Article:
Abstract W P33: Functional MRI and CBF Responses to Transient Oxygen Challenges in Acute Ischemic Stroke Patients
Background: There is increasing interest in using oxygen challenges during MRI to image metabolic dysfunction in acute ischemic stroke.
Methods: Subjects enrolled in a prospective MRI study of patients imaged within 48 h of stroke onset underwent arterial spin labeling (ASL) MRI for 10-12 min, while receiving a transient normobaric oxygen (NBO) challenge, according to this protocol: (1) Room air (RA) for 2-5 min; (2) NBO at 10-12 L/min via nonrebreather mask for 4 min; (3) RA for 2-4 min. ASL data were motion corrected and used to calculate CBF. Changes of blood-oxygen level dependent (BOLD) and perfusion MRI signal intensities during NBO were calculated (along with Z-scores) using FEAT. Mean changes within the DWI lesion (Core), ipsilateral normal tissue (IPS) and contralesional hemisphere (CNL) were compared.
Results: Patient characteristics (N=19) were age 62±13 years, median admission NIHSS 12 [IQR 3-12], time-to-MRI 33±13 h, median Core volume 31.2 [IQR 14.3-68] cc. 6 patients were imaged after tPA therapy. One subject’s CBF data were unusable due to artifacts. Both hyperemia (N=8) and hypoperfusion (N=12) were observed in areas in and around the DWI lesion. Baseline CBF in Core was significantly higher than in CNL (P=0.01) and IPS (P=0.03), indicative of hyperemia. No significant difference was found for perfusion change in response to NBO (mean Z-score < 1.1 for all regions). In contrast, strong positive and negative BOLD responses were found both ipsilaterally and contralaterally. Negative BOLD responses were significantly smaller (P<0.01) in the Core (Z-score 1.3±1.6) than in either IPS (2.5±1.6) or CNL (2.5±1.4). Positive BOLD responses did not significantly differ across regions, but had high Z-scores (Core: 5.2±2.6, IPS: 5.8±2.7, CNL:5.8±2.9), indicating strong response to NBO.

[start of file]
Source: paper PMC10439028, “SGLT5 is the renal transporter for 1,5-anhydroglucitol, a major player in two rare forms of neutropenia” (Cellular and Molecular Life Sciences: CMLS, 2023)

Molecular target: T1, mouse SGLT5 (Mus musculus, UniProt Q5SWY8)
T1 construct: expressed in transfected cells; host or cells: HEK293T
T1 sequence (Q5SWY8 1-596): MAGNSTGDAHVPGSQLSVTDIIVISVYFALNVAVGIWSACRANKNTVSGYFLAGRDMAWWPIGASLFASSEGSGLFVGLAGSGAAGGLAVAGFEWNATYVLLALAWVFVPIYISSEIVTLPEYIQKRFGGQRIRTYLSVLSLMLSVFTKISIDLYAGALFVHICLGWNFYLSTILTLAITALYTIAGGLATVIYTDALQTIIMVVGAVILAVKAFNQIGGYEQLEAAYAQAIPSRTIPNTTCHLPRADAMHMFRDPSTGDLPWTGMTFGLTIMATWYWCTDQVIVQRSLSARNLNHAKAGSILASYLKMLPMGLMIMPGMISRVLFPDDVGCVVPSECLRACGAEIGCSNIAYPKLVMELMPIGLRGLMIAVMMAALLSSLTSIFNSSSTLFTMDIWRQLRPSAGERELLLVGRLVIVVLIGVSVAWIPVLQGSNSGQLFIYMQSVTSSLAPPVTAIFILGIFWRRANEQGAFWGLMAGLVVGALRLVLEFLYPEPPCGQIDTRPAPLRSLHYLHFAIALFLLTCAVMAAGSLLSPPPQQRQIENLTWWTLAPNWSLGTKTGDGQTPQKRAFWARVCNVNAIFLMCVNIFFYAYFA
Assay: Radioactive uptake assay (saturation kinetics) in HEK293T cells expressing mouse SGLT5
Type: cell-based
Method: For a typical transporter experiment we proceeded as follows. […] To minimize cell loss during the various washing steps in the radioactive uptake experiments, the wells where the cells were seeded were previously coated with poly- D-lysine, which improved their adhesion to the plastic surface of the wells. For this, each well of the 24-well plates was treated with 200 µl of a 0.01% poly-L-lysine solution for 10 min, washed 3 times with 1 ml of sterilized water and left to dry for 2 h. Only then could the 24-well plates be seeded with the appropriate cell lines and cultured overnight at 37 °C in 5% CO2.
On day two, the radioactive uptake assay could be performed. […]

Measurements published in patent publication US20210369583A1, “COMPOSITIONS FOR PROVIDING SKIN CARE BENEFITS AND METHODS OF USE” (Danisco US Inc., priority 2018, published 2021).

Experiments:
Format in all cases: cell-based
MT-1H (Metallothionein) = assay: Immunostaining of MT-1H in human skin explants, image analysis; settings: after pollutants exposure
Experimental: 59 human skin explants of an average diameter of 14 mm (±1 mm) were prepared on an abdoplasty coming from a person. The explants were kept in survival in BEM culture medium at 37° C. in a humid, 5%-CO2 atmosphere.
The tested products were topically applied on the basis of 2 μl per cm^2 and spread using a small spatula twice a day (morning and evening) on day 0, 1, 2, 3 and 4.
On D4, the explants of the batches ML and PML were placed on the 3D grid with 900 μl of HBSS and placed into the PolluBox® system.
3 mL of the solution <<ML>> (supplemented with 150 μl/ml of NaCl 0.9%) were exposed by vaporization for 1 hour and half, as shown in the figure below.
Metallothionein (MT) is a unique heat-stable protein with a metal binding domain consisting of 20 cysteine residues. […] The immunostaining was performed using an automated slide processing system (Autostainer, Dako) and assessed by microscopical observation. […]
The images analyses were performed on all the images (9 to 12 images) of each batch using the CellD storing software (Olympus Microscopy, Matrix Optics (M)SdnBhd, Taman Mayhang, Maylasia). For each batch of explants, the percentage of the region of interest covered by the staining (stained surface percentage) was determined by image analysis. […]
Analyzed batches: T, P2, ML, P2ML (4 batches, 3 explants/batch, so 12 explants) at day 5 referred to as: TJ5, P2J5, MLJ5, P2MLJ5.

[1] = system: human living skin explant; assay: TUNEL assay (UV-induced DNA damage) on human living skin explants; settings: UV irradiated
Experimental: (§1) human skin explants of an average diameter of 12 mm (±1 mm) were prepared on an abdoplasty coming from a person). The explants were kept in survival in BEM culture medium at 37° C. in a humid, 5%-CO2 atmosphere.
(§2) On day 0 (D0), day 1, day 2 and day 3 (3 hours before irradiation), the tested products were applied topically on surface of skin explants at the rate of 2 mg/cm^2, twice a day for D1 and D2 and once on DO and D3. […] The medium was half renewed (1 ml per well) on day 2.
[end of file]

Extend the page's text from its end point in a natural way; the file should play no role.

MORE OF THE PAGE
Discussion: Our results confirm previous reports in both human and experimental stroke models of strong increases in BOLD signal in response to NBO challenges. In addition, we found negative BOLD responses both ipsilesionally and contralesionally, often in conjunction with hyperemia, perhaps suggesting a steal effect. Future research may further elucidate the complexities of oxygen metabolism in stroke, perhaps encouraging the development of novel therapies.
Author Disclosures: O. Wu: Research Grant; Modest; NIH/NINDS U01NS069208, R01NS051412, R21HL089065. Research Grant; Significant; NIH/NINDS P50NS051343, R01NS059775, R01NS063925. Consultant/Advisory Board; Modest; Penumbra, Inc. M. Villien: Research Grant; Significant; NIH/NINDS R01NS059775. T. Thankachan: Research Grant; Significant; NIH/NINDS R01NS051412. S. Mocking: Research Grant; Significant; NIH/NINDS R01NS063925,R01NS059775, P50NS051343. W.A. Copen: Research Grant; Modest; NIH/NINDS R01NS059775. Consultant/Advisory Board; Modest; Lundbeck A/S.. P.W. Schaefer: None. A.B. Singhal: Research Grant; Significant; NIH-NINDS R01NS051412; P50NS051343; R21NS077442.
- © 2014 by American Heart Association, Inc.